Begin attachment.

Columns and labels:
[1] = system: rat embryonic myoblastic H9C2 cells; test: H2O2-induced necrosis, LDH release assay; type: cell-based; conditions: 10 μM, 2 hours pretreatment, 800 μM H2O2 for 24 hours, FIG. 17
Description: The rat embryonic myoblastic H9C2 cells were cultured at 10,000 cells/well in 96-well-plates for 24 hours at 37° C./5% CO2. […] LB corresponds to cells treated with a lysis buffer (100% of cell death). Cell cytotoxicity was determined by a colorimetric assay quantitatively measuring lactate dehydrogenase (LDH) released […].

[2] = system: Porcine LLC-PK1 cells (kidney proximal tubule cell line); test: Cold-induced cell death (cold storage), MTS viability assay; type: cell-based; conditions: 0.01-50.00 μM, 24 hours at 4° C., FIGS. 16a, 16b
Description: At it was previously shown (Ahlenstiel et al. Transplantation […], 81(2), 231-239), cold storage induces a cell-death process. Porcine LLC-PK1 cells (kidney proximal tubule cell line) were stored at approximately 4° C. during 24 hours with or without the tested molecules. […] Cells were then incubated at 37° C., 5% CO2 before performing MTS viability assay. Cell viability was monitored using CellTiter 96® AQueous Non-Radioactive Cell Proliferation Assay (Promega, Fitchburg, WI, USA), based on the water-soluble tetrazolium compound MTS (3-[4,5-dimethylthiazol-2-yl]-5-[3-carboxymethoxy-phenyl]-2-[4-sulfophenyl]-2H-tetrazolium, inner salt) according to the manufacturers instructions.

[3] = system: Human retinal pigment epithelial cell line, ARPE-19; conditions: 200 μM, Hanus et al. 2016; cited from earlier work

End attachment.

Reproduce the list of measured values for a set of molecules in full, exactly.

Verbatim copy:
Columns and labels:
[1] = system: rat embryonic myoblastic H9C2 cells; test: H2O2-induced necrosis, LDH release assay; type: cell-based; conditions: 10 μM, 2 hours pretreatment, 800 μM H2O2 for 24 hours, FIG. 17
Description: The rat embryonic myoblastic H9C2 cells were cultured at 10,000 cells/well in 96-well-plates for 24 hours at 37° C./5% CO2. […] LB corresponds to cells treated with a lysis buffer (100% of cell death). Cell cytotoxicity was determined by a colorimetric assay quantitatively measuring lactate dehydrogenase (LDH) released […].

[2] = system: Porcine LLC-PK1 cells (kidney proximal tubule cell line); test: Cold-induced cell death (cold storage), MTS viability assay; type: cell-based; conditions: 0.01-50.00 μM, 24 hours at 4° C., FIGS. 16a, 16b
Description: At it was previously shown (Ahlenstiel et al. Transplantation […], 81(2), 231-239), cold storage induces a cell-death process. Porcine LLC-PK1 cells (kidney proximal tubule cell line) were stored at approximately 4° C. during 24 hours with or without the tested molecules. […] Cells were then incubated at 37° C., 5% CO2 before performing MTS viability assay. Cell viability was monitored using CellTiter 96® AQueous Non-Radioactive Cell Proliferation Assay (Promega, Fitchburg, WI, USA), based on the water-soluble tetrazolium compound MTS (3-[4,5-dimethylthiazol-2-yl]-5-[3-carboxymethoxy-phenyl]-2-[4-sulfophenyl]-2H-tetrazolium, inner salt) according to the manufacturers instructions.

[3] = system: Human retinal pigment epithelial cell line, ARPE-19; conditions: 200 μM, Hanus et al. 2016; cited from earlier work